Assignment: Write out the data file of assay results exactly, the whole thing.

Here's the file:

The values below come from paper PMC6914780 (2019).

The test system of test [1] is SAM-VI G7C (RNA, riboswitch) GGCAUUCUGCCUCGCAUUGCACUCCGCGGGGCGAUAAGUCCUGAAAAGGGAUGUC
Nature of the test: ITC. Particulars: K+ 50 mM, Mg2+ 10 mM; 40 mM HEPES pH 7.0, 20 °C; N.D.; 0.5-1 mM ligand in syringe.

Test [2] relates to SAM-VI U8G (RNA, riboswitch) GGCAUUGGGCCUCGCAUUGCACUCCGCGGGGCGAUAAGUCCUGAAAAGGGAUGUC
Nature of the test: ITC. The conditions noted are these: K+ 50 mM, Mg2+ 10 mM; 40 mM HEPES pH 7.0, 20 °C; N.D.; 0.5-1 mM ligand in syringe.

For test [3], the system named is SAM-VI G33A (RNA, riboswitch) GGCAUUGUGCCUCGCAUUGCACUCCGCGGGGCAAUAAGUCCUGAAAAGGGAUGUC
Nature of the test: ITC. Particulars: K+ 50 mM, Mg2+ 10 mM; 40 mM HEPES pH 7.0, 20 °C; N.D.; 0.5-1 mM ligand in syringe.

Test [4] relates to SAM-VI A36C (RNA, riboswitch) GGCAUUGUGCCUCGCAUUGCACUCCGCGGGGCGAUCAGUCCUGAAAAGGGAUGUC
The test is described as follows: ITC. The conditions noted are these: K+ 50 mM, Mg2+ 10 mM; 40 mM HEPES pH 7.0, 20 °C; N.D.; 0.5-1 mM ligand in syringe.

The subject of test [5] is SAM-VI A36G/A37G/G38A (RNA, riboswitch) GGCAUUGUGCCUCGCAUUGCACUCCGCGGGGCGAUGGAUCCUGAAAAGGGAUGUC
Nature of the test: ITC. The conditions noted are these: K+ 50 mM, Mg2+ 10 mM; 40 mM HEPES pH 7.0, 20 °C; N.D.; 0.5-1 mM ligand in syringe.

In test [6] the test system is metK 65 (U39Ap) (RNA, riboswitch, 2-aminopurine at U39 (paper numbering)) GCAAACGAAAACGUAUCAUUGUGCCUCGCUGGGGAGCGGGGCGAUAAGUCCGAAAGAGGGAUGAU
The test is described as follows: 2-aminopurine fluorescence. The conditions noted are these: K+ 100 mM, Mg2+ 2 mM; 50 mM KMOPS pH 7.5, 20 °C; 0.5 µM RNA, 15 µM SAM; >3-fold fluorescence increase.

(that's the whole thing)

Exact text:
The values below come from paper PMC6914780 (2019).

The test system of test [1] is SAM-VI G7C (RNA, riboswitch) GGCAUUCUGCCUCGCAUUGCACUCCGCGGGGCGAUAAGUCCUGAAAAGGGAUGUC
Nature of the test: ITC. Particulars: K+ 50 mM, Mg2+ 10 mM; 40 mM HEPES pH 7.0, 20 °C; N.D.; 0.5-1 mM ligand in syringe.

Test [2] relates to SAM-VI U8G (RNA, riboswitch) GGCAUUGGGCCUCGCAUUGCACUCCGCGGGGCGAUAAGUCCUGAAAAGGGAUGUC
Nature of the test: ITC. The conditions noted are these: K+ 50 mM, Mg2+ 10 mM; 40 mM HEPES pH 7.0, 20 °C; N.D.; 0.5-1 mM ligand in syringe.

For test [3], the system named is SAM-VI G33A (RNA, riboswitch) GGCAUUGUGCCUCGCAUUGCACUCCGCGGGGCAAUAAGUCCUGAAAAGGGAUGUC
Nature of the test: ITC. Particulars: K+ 50 mM, Mg2+ 10 mM; 40 mM HEPES pH 7.0, 20 °C; N.D.; 0.5-1 mM ligand in syringe.

Test [4] relates to SAM-VI A36C (RNA, riboswitch) GGCAUUGUGCCUCGCAUUGCACUCCGCGGGGCGAUCAGUCCUGAAAAGGGAUGUC
The test is described as follows: ITC. The conditions noted are these: K+ 50 mM, Mg2+ 10 mM; 40 mM HEPES pH 7.0, 20 °C; N.D.; 0.5-1 mM ligand in syringe.

The subject of test [5] is SAM-VI A36G/A37G/G38A (RNA, riboswitch) GGCAUUGUGCCUCGCAUUGCACUCCGCGGGGCGAUGGAUCCUGAAAAGGGAUGUC
Nature of the test: ITC. The conditions noted are these: K+ 50 mM, Mg2+ 10 mM; 40 mM HEPES pH 7.0, 20 °C; N.D.; 0.5-1 mM ligand in syringe.

In test [6] the test system is metK 65 (U39Ap) (RNA, riboswitch, 2-aminopurine at U39 (paper numbering)) GCAAACGAAAACGUAUCAUUGUGCCUCGCUGGGGAGCGGGGCGAUAAGUCCGAAAGAGGGAUGAU
The test is described as follows: 2-aminopurine fluorescence. The conditions noted are these: K+ 100 mM, Mg2+ 2 mM; 50 mM KMOPS pH 7.5, 20 °C; 0.5 µM RNA, 15 µM SAM; >3-fold fluorescence increase.